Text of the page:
$$ \lim \limits _{n \rightarrow +\infty }\eth ({\mathcalligra {f}}{\mathcalligra {k}},{\mathcalligra {f}}\mathscr {\alpha}^*_n) =0 ~ \text {and} ~\lim \limits _{n \rightarrow +\infty }\eth ({\mathcalligra {f}}{\mathcalligra {l}},{\mathcalligra {f}}\mathscr {\beta}^*_n) =0. $$
(48)

Therefore from (47) and (48), we get \({\mathcalligra {f}}\zeta ={\mathcalligra {f}}{\mathcalligra {k}}\) and \({\mathcalligra {f}}\varpi ={\mathcalligra {f}}{\mathcalligra {l}}\). Since \({\mathcalligra {f}}\zeta ={\mathscr {L}}(\zeta ,\varpi )\) and \({\mathcalligra {f}}\varpi ={\mathscr {L}}(\varpi ,\zeta )\) and the commutativity property of \({\mathscr {L}}\) and \({\mathcalligra {f}}\) implies that

$$ {\mathcalligra {f}}({\mathcalligra {f}}\zeta )= {\mathcalligra {f}}({\mathscr {L}}(\zeta ,\varpi ))={\mathscr {L}}({\mathcalligra {f}}\zeta ,{\mathcalligra {f}}\varpi )~ \text {and}~{\mathcalligra {f}}({\mathcalligra {f}}\varpi )= {\mathcalligra {f}}({\mathscr {L}}(\varpi ,\zeta ))={\mathscr {L}}({\mathcalligra {f}}\varpi ,{\mathcalligra {f}}\zeta ). $$
(49)

If \({\mathcalligra {f}}\zeta =\mathscr {{\alpha}^*}_1\) and \({\mathcalligra {f}}\varpi =\mathscr {{\beta}^*}_1\) then from (49), we get

$$ {\mathcalligra {f}}(\mathscr {{\alpha}^*}_1)= {\mathscr {L}}(\mathscr {{\alpha}^*}_1,\mathscr {{\beta}^*}_1)~ \text {and}~{\mathcalligra {f}}(\mathscr {{\beta}^*}_1)= {\mathscr {L}}(\mathscr {{\beta}^*}_1,\mathscr {{\alpha}^*}_1), $$
(50)

this shows that \((\mathscr {{\alpha}^*}_1,\mathscr {{\beta}^*}_1)\) is a coupled coincidence point of \({\mathscr {L}}\) and \({\mathcalligra {f}}\). Hence, \({\mathcalligra {f}}(\mathscr {{\alpha}^*}_1)={\mathcalligra {f}}{\mathcalligra {k}}\) and \({\mathcalligra {f}}(\mathscr {{\beta}^*}_1)={\mathcalligra {f}}{\mathcalligra {l}}\) which in turn gives that \({\mathcalligra {f}}(\mathscr {{\alpha}^*}_1)=\mathscr {{\alpha}^*}_1\) and \({\mathcalligra {f}}(\mathscr {{\beta}^*}_1)=\mathscr {{\beta}^*}_1\). Therefore, we conclude from (50) that \((\mathscr {{\alpha}^*}_1,\mathscr {{\beta}^*}_1)\) is a coupled common fixed point of \({\mathscr {L}}\) and \({\mathcalligra {f}}\).

Assume \((\mathscr {{\alpha}^*}_2,\mathscr {{\beta}^*}_2)\) is another coupled common fixed point to \({\mathscr {L}}\) and \({\mathcalligra {f}}\). Thus \(\mathscr {{\alpha}^*}_2={\mathcalligra {f}}\mathscr {{\alpha}^*}_2= {\mathscr {L}}(\mathscr {{\alpha}^*}_2,\mathscr {{\beta}^*}_2)\) and \(\mathscr {{\beta}^*}_2={\mathcalligra {f}}\mathscr {{\beta}^*}_2= {\mathscr {L}}(\mathscr {{\beta}^*}_2,\mathscr {{\alpha}^*}_2)\). But \((\mathscr {{\alpha}^*}_2,\mathscr {{\beta}^*}_2)\) is a coupled common fixed point of \({\mathscr {L}}\) and \({\mathcalligra {f}}\) then \({\mathcalligra {f}}\mathscr {{\alpha}^*}_2={\mathcalligra {f}}\zeta =\mathscr {{\alpha}^*}_1\) and \({\mathcalligra {f}}\mathscr {{\beta}^*}_2={\mathcalligra {f}}\varpi =\mathscr {{\beta}^*}_1\). Therefore, \(\mathscr {{\alpha}^*}_2={\mathcalligra {f}}\mathscr {{\alpha}^*}_2={\mathcalligra {f}}\mathscr {{\alpha}^*}_1=\mathscr {{\alpha}^*}_1\) and \(\mathscr {{\beta}^*}_2={\mathcalligra {f}}\mathscr {{\beta}^*}_2={\mathcalligra {f}}\mathscr {{\beta}^*}_1=\mathscr {{\beta}^*}_1\). Hence the uniqueness. \(\square \)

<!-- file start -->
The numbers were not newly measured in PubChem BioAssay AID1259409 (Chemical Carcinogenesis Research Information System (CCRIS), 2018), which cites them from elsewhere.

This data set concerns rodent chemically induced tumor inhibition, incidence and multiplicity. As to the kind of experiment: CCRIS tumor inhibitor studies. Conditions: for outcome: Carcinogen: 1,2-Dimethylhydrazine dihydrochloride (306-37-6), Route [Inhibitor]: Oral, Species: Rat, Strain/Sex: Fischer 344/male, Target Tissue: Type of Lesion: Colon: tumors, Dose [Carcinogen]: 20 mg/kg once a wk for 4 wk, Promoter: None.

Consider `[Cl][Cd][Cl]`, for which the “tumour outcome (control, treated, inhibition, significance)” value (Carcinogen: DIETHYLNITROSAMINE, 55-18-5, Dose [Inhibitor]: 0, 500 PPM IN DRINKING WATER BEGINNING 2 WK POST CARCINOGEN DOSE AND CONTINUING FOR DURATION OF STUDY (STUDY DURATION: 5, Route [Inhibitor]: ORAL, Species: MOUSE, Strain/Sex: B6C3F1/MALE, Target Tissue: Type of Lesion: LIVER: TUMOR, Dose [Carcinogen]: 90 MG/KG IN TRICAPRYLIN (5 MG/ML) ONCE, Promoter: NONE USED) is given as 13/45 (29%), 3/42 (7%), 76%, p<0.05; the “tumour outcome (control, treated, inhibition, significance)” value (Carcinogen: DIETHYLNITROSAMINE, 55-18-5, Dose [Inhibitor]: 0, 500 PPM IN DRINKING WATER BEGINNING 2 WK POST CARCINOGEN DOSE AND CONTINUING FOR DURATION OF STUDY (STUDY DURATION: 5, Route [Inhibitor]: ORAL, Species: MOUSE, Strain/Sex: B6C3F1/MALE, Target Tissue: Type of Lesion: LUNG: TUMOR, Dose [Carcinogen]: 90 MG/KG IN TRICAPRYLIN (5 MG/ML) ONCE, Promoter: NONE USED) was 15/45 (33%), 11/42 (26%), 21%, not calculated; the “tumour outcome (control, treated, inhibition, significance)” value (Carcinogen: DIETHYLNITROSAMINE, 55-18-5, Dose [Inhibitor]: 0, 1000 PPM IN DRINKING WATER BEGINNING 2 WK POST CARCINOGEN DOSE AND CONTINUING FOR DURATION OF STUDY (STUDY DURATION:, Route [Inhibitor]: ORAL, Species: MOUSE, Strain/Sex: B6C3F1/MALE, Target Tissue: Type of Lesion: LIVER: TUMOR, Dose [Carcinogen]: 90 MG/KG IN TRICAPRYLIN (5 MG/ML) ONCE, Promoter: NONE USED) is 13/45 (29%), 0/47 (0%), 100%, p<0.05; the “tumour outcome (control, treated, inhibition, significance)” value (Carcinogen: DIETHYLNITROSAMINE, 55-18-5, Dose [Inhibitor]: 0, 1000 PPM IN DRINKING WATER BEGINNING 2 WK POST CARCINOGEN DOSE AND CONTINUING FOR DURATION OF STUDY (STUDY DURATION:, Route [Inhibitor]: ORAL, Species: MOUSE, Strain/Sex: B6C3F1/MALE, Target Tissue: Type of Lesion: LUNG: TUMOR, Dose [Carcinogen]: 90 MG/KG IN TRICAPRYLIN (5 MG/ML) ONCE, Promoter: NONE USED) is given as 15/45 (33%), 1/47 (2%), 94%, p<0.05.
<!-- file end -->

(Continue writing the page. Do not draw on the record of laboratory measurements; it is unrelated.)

Theorem 2.12

If \({\mathcalligra {f}}\zeta _0 \preceq {\mathcalligra {f}}\varpi _0\) or \({\mathcalligra {f}}\zeta _0 \succeq {\mathcalligra {f}}\varpi _0\) in Theorem 2.11 , then \({\mathscr {L}}\) and \({\mathcalligra {f}}\) have a unique common fixed point in \({\mathfrak {P}}.\)

Proof

Assume that \((\zeta ,\varpi ) \in {\mathfrak {P}}\) is a unique coupled common fixed point of \({\mathscr {L}}\) and \({\mathcalligra {f}}\). Next to show that \(\zeta =\varpi \). Suppose that \({\mathcalligra {f}}\zeta _0 \preceq {\mathcalligra {f}}\varpi _0\) then by induction, we get \({\mathcalligra {f}}\zeta _n \preceq {\mathcalligra {f}}\varpi _n\) for all \(n \ge 0\). From Lemma 2 of [16], we have

$$\begin{aligned} {\hat{\phi }}\left({\mathcalligra {s}}^{k-2}\eth (\zeta ,\varpi )\right)& ={\hat{\phi }}({\mathcalligra {s}}^k \frac{1}{{\mathcalligra {s}}^2}\eth (\zeta ,\varpi )) \le \lim \limits _{n \rightarrow +\infty }\sup {\hat{\phi }}({\mathcalligra {s}}^k \eth (\zeta _{n+1}, \varpi _{n+1})) \\ & = \lim \limits _{n \rightarrow +\infty }\sup {\hat{\phi }}({\mathcalligra {s}}^k \eth ({\mathscr {L}}(\zeta _n, \varpi _n),{\mathscr {L}}(\varpi _n,\zeta _n))) \\ & \le \lim \limits _{n \rightarrow +\infty }\sup {\hat{\phi }}({\mathcal {C}}_{\mathcalligra {f}}(\zeta _n, \varpi _n,\varpi _n,\zeta _n))-\lim \limits _{n \rightarrow +\infty }\inf {\hat{\psi }}({\mathcal {D}}_{\mathcalligra {f}}(\zeta _n, \varpi _n,\varpi _n,\zeta _n)) \\ & \le {\hat{\phi }}(\eth (\zeta ,\varpi ))-\lim \limits _{n \rightarrow +\infty }\inf {\hat{\psi }}({\mathcal {D}}_f(\zeta _n, \varpi _n,\varpi _n,\zeta _n)) \\ & <{\hat{\phi }}(\eth (\zeta ,\varpi )), \end{aligned}$$